- Cost – down items are usually more pricey than synthetic. Eiderdown (from ducks) is the most expensive, and the higher the fill power, the steeper the spend.
- Care – washing down gear can be something of a challenge without damaging the fill. However Nikwax has developed a Down Wash which helps with this somewhat.
Some ethics on choosing down
Unfortunately the commercial world of down harvesting has its shady side with many brands sourcing down from companies where the geese are live-plucked. A truly sickening thought. However the more ethically minded brands like Patagonia and Western Mountaineering have altered their policies to totally eliminate the use of down from live-plucked geese. More and more brands are moving in this direction too, but it’s always worth checking. Of course these products often come at a higher price, so if you have a budget then you might consider choosing synthetic to help discourage this inexcusable cruelty.
For more information on what goes on behind the scenes, and what you can do to help, check out this PETA article.
There are a variety of different types of synthetic insulation, but the more common ones are made from polyester. In an effort to mimic the good properties of down, synthetic insulation is made up of tiny polyester fibers of different lengths and thicknesses to trap air between and thus provide warmth. The result is an source of warmth that performs much better than down when wet.
The upsides of synthetic
- Moisture – synthetic insulation deals with getting wet much much better than down as the fibers don’t actually absorb the moisture and so keep their structure better. In fact you can still stay warm when wet (albeit not as warm as when dry!).
- Quick drying – if you do get caught in a downpour, your gear won’t take days to dry like down, and will quickly become totally warm and cosy again given some favourable conditions.
- Cost – most synthetic gear will leave a much smaller dent in your pocket than down gear. The versatility of synthetic insulation also means that there is a wider range of products available to suit different budgets.
- Care – synthetic gear is much more user friendly than down, from this point of view. You can just throw your stuff in the washer and it’s as fresh as a daisy.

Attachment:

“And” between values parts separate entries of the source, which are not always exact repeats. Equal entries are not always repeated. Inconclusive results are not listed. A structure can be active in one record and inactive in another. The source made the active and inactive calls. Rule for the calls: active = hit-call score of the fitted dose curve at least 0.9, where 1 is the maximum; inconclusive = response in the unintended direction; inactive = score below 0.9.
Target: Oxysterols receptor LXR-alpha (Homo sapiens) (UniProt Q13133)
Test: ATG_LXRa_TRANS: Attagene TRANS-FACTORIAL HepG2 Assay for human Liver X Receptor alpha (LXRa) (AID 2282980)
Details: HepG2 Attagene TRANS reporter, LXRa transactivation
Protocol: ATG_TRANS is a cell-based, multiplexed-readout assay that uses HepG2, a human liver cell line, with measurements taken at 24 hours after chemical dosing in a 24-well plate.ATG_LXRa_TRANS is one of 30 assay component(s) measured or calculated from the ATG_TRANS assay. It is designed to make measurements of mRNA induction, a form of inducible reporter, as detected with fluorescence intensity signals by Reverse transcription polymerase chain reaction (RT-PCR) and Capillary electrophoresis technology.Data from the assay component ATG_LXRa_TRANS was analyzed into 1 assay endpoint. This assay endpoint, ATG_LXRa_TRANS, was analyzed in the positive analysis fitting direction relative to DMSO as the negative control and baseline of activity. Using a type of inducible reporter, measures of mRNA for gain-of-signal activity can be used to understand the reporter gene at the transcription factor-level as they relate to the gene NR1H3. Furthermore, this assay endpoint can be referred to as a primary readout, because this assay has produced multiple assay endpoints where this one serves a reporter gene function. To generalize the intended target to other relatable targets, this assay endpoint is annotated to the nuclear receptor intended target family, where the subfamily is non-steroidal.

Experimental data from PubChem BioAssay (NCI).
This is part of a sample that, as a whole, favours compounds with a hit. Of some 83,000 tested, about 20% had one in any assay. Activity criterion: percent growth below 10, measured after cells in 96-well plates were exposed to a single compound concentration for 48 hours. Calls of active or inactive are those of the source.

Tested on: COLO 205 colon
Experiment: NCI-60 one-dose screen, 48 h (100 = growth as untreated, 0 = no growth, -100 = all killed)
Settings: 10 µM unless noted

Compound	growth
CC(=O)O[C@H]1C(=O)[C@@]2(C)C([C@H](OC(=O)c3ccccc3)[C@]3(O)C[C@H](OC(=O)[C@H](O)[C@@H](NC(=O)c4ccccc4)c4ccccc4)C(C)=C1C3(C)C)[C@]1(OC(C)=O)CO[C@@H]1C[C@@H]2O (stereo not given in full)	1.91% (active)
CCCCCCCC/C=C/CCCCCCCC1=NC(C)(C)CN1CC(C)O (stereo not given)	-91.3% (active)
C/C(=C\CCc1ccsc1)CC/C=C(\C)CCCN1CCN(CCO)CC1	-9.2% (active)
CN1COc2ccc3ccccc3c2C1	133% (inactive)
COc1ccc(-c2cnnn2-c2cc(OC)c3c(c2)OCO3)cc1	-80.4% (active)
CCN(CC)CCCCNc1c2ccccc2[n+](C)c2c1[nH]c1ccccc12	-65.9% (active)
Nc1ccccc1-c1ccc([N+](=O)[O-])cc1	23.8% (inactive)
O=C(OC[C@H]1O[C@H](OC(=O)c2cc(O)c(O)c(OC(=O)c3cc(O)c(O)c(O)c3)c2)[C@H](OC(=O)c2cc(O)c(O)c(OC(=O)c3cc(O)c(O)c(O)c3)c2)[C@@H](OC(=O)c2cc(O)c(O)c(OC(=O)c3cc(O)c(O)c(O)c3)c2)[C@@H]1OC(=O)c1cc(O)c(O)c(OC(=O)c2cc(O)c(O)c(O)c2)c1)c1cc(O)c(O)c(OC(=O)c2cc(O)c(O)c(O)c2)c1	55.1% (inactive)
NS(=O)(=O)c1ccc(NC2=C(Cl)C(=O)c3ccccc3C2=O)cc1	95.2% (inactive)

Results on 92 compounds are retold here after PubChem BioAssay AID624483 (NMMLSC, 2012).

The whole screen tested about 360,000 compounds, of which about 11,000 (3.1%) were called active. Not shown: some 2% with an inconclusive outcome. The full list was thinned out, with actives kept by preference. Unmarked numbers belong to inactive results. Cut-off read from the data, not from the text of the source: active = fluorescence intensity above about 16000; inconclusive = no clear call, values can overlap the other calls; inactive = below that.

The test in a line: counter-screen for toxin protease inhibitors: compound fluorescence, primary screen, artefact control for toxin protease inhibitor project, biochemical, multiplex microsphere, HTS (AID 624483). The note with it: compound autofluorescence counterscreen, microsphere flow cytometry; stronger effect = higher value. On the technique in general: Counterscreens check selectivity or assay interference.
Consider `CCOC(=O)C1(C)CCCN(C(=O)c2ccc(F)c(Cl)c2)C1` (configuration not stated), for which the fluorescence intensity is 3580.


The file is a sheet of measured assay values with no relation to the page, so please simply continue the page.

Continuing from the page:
The downsides of synthetic
- Weight – probably the most negative feature of synthetic insulated gear is its warmth to weight ratio, making it a less appealing choice for lightweight backpackers.
- Size – when compressed, synthetic gear also tends to be bulkier than down.
- Durability – repeated compression of synthetic gear can damage the fibers over time resulting in a shorter shelf life than down.
Down versus synthetic – the verdict
Well, predictably, there is no right or wrong answer to this conundrum. As you have read, where one fails, the other shines, and it really comes down to what you plan on using your gear for. There are many different scenarios where one would be better suited than the other. It is worth mentioning that most jackets have treated shells to help put up a bit of resistance to moisture, but this in no way makes them waterproof.
Due to the highly compressive nature of down, it tends to loose its loftiness when waterproof layers are worn over the top. Synthetic jackets on the other hand, perform just as well inside an outer layer, making them a little more versatile for those active in the outdoors. So if you live in a climate where the winters are cold and damp then a synthetic insulated jacket is probably for you. Whereas choosing a down sleeping bag, that is less likely to get wet than a jacket, might be a better option than synthetic due to its lightweight and compressible properties.
In the ideal world there would be fully waterproof down jackets available! In fact some companies are developing hydrophobic down where the down is treated to make it water resistant. There’s little evidence to back up its effectiveness yet. But watch this space, a techni-coloured down dreamcoat may be just around the corner!